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Plastic surgeons offer 'ethnic rhinoplasties' to enhance people's looks without losing cultural features

“I didn’t want to look like anyone else. I wanted to look like me, but a new and improved version of me,” said a woman who underwent an ethnic rhinoplasty.

Millions of people undergo cosmetic surgery every year, but there’s been a shift in the industry to enhance people’s looks while preserving their culture.

Dr. Anthony Brissett, director of the facial plastic surgery division at Houston Methodist, specializes in what’s called “ethnic rhinoplasties." 

He said a decade ago, plastic surgery was dictated by western norms of beauty, but that is changing.

“What I began seeing was patients of ethnic backgrounds who had plastic surgery or rhinoplasty were then coming to me saying, ‘I don’t look like my family, I don’t look like my friends, I don’t look like myself. Can you bring my culture back?’” Dr. Brissett explained. 

After years of contemplation and dozens of visits to doctor’s offices, Kisha Peters decided to move forward with ethnic rhinoplasty.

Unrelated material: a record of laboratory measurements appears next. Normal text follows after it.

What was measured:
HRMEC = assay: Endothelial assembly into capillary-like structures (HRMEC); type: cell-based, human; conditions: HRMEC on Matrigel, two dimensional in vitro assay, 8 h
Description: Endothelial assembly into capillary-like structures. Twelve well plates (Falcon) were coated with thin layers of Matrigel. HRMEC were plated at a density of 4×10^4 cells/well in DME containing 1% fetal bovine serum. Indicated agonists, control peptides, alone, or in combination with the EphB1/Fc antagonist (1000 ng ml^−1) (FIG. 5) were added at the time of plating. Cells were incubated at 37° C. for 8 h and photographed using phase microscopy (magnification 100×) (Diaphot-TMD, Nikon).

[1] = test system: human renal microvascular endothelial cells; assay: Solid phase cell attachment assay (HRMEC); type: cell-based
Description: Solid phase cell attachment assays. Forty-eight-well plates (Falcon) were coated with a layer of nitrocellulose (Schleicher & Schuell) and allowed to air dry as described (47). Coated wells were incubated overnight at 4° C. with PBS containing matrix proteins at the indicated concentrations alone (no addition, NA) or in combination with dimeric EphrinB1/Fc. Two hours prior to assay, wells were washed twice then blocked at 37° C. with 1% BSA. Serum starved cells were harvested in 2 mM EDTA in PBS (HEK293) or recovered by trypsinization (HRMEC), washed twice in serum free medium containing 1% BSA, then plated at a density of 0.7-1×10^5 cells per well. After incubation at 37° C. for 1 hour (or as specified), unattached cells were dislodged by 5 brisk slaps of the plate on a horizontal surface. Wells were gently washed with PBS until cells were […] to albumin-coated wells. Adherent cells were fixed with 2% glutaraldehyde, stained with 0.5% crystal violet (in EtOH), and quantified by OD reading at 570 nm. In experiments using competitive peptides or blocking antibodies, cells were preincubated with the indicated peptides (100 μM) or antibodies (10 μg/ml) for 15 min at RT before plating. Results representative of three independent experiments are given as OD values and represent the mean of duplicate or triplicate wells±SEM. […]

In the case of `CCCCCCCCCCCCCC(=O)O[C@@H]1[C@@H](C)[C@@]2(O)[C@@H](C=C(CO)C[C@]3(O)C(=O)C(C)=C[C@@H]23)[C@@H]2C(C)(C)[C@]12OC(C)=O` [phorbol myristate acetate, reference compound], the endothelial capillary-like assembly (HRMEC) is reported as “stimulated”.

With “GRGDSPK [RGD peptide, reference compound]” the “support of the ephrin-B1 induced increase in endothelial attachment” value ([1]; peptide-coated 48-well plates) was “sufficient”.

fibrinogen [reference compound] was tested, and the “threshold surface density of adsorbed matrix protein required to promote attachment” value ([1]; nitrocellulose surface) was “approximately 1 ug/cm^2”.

“I didn’t want my nose to be the first thing you see when you looked at me. My nose was very wide. It was the size of my mouth,” Peters said. “I didn’t want to look like anyone else. I wanted to look like me, but a new and improved version of me.”

Dr. Brissett changed the appearance of her nose while keeping her racial and cultural features intact.

He said ethnic rhinoplasties are becoming more common as more people from diverse backgrounds opt for plastic surgery.

Stephanie Whitfield on social media: Facebook | Twitter | Instagram

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